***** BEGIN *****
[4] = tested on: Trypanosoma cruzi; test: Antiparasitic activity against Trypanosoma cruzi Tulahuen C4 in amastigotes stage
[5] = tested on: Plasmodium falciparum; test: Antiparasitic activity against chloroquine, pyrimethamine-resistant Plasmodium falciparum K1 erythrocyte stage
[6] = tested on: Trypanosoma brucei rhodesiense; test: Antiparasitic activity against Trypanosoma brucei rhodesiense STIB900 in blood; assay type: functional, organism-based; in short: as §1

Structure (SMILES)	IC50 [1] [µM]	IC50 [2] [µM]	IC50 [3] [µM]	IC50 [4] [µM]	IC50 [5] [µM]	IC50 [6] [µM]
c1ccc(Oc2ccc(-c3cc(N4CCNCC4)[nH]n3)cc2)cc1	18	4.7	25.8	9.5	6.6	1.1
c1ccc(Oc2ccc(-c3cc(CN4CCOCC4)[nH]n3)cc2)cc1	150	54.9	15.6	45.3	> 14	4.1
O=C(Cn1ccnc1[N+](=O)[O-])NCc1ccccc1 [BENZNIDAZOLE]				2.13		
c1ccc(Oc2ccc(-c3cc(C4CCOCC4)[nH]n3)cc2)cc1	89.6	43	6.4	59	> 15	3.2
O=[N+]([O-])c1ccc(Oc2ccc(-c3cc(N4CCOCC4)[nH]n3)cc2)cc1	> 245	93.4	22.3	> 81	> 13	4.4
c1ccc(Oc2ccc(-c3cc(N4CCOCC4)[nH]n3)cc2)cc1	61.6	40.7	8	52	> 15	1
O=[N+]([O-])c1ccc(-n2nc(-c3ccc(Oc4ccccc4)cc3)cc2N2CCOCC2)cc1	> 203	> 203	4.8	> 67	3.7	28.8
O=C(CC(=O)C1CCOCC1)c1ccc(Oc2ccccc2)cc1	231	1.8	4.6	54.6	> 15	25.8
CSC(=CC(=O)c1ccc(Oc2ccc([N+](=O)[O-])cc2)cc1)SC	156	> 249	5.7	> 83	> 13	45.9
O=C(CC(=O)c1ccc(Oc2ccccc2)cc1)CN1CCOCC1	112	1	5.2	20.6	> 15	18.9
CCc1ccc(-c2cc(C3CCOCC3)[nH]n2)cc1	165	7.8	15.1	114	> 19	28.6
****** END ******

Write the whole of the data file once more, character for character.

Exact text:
[4] = tested on: Trypanosoma cruzi; test: Antiparasitic activity against Trypanosoma cruzi Tulahuen C4 in amastigotes stage
[5] = tested on: Plasmodium falciparum; test: Antiparasitic activity against chloroquine, pyrimethamine-resistant Plasmodium falciparum K1 erythrocyte stage
[6] = tested on: Trypanosoma brucei rhodesiense; test: Antiparasitic activity against Trypanosoma brucei rhodesiense STIB900 in blood; assay type: functional, organism-based; in short: as §1

Structure (SMILES)	IC50 [1] [µM]	IC50 [2] [µM]	IC50 [3] [µM]	IC50 [4] [µM]	IC50 [5] [µM]	IC50 [6] [µM]
c1ccc(Oc2ccc(-c3cc(N4CCNCC4)[nH]n3)cc2)cc1	18	4.7	25.8	9.5	6.6	1.1
c1ccc(Oc2ccc(-c3cc(CN4CCOCC4)[nH]n3)cc2)cc1	150	54.9	15.6	45.3	> 14	4.1
O=C(Cn1ccnc1[N+](=O)[O-])NCc1ccccc1 [BENZNIDAZOLE]				2.13		
c1ccc(Oc2ccc(-c3cc(C4CCOCC4)[nH]n3)cc2)cc1	89.6	43	6.4	59	> 15	3.2
O=[N+]([O-])c1ccc(Oc2ccc(-c3cc(N4CCOCC4)[nH]n3)cc2)cc1	> 245	93.4	22.3	> 81	> 13	4.4
c1ccc(Oc2ccc(-c3cc(N4CCOCC4)[nH]n3)cc2)cc1	61.6	40.7	8	52	> 15	1
O=[N+]([O-])c1ccc(-n2nc(-c3ccc(Oc4ccccc4)cc3)cc2N2CCOCC2)cc1	> 203	> 203	4.8	> 67	3.7	28.8
O=C(CC(=O)C1CCOCC1)c1ccc(Oc2ccccc2)cc1	231	1.8	4.6	54.6	> 15	25.8
CSC(=CC(=O)c1ccc(Oc2ccc([N+](=O)[O-])cc2)cc1)SC	156	> 249	5.7	> 83	> 13	45.9
O=C(CC(=O)c1ccc(Oc2ccccc2)cc1)CN1CCOCC1	112	1	5.2	20.6	> 15	18.9
CCc1ccc(-c2cc(C3CCOCC3)[nH]n2)cc1	165	7.8	15.1	114	> 19	28.6